No, Sir. There has been no basic change in the position. One of Denmark's problems is that it has a minority Government, but it also has the responsibilities of the Presidency of the European Community. One matter that emerged clearly from the meeting was that the rest of Europe expects Denmark to conduct its Presidency in the interests of Europe.
For how long will the Minister retain his innocent belief that there is good-will in the Community to reach a fisheries settlement that is satisfactory to British fishermen, as there is always one obstructive fishing nation in the EEC? He said that his position on ratification of the agreement by the House of Commons was the same as that of my right hon. Friend the Member for Deptford (Mr. Silkin). Can he remind me of that position?
The right hon. Member for Deptford said that if one reaches an agreement that is satisfactory to the industry one must accept it and then justify that action to the House of Commons. That is what he told the House. It is obviously difficult to reach agreement when each nation wishes to have the maximum amount of fish and the best access arrangements. There is a strong desire to reach agreement among nine countries and I hope that, before the end of the year, that desire will extend to the Ten.
Is not the lesson of the latest Council meeting that our vital national fishing interests would have been better protected if the Minister had asked for majority voting on the issue earlier? Secondly, as the Danes are in the Presidency and that option will no longer be open, is there not also a risk that the right hon. Gentleman's earlier settlement of agricultural price fixing, which he deliberately linked to the budget, will be used to link the budget to a fisheries settlement? Can he assure us that there will be no such linkage?
I have had the delightful task of negotiating in Europe for the past three years and I believe that there would be nothing more disastrous for the United Kingdom than to have majority voting. I should not join any process of majority voting, although no doubt on some occasions it would be to our advantage. As to the linkage between the budget and other matters, the proposals now advanced by the Commission on quotas will mean a better position than at any time in the Community's history, including the time when the leader of the Social Democratic Party was President of the Commission.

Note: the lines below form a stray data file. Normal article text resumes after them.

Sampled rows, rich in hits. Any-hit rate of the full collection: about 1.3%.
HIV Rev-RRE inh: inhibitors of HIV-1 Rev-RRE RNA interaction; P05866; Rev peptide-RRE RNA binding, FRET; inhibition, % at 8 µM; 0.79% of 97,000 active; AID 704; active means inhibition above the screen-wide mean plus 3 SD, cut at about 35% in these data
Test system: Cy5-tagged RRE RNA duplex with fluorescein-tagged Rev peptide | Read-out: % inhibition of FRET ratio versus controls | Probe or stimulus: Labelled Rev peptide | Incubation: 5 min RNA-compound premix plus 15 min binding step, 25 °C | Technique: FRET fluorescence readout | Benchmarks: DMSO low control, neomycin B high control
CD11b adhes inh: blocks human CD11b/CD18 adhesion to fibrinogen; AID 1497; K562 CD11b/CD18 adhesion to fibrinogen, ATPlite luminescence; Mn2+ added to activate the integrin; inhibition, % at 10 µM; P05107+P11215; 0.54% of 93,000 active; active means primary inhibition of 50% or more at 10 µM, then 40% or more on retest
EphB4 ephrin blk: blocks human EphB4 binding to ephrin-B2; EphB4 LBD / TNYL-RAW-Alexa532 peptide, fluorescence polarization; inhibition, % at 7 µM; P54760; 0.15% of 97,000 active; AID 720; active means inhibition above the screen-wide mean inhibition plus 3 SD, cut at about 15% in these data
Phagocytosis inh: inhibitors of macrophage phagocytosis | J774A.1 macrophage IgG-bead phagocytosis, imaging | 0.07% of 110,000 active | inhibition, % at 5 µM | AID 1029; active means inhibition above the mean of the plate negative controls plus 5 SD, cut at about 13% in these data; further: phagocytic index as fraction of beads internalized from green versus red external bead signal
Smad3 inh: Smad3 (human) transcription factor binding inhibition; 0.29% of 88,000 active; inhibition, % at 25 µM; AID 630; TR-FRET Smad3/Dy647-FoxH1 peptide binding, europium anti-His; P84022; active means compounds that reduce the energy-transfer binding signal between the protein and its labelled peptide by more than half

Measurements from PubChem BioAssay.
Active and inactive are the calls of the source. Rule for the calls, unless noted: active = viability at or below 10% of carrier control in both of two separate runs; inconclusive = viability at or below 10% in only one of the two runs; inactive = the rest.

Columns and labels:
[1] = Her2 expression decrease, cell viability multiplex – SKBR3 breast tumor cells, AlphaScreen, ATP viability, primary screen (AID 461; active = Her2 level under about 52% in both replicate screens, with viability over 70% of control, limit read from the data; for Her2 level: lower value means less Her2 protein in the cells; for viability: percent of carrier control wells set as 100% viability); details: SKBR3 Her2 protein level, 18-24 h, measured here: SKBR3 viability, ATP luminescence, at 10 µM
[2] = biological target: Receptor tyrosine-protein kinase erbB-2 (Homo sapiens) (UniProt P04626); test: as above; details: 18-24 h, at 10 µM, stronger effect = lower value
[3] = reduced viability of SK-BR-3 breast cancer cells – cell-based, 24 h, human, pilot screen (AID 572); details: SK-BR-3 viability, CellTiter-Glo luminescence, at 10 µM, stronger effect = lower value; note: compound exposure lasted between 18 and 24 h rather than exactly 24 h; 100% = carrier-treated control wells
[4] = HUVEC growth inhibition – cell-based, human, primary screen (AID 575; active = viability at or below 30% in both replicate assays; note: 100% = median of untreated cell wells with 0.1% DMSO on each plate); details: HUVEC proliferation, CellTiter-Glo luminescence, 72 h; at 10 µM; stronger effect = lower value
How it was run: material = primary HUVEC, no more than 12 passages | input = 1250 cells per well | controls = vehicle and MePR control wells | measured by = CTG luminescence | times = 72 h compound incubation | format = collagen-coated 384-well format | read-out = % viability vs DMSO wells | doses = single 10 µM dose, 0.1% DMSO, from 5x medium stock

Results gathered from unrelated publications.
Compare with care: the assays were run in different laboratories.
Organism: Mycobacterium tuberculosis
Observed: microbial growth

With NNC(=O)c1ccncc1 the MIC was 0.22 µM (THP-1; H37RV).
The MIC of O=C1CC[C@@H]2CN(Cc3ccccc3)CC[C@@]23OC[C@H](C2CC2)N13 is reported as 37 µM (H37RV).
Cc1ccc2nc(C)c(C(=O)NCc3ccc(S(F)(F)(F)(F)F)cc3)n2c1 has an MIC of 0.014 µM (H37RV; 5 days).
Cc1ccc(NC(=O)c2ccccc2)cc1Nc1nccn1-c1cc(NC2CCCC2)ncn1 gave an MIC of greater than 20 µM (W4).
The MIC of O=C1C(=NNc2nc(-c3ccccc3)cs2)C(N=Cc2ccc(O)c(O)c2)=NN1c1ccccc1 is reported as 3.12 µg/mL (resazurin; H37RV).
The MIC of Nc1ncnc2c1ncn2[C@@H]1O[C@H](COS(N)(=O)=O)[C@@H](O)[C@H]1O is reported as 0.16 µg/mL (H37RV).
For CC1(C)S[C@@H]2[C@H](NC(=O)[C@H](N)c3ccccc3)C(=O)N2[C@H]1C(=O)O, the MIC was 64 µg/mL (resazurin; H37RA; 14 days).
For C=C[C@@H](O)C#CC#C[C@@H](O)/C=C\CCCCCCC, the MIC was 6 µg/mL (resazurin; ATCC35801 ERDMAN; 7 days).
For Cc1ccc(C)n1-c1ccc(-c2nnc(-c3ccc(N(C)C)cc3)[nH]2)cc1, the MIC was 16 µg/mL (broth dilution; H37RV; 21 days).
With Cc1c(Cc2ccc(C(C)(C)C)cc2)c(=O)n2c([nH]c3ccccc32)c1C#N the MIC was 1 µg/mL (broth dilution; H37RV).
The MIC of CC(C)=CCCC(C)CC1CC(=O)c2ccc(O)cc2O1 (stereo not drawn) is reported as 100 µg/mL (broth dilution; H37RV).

As my right hon. Friend the Minister has greatly reassured me, and possibly others, with his clear statement to the hon. Member for Truro (Mr. Penhaligon) that the Government will not permit fishing up to the beaches at the end of the year in the absence of an agreement, does he agree that it would be much more satisfactory, instead of seeking a hasty and unsatisfactory deal, to work to a deal that would be acceptable to all fishing organisations, including the National Federation of Fishermen's Organisations?
I shall try to reach an agreement that has the support of all the fishing organisations. At a recent meeting with the NFFO president there was no disagreement about our negotiating position. I asked this organisation's leaders whether, if we reached a settlement that was agreed by the fishing organisations that were responsible for 80 per cent. of the catch, they would wish to veto the entire agreement. They replied that they would not.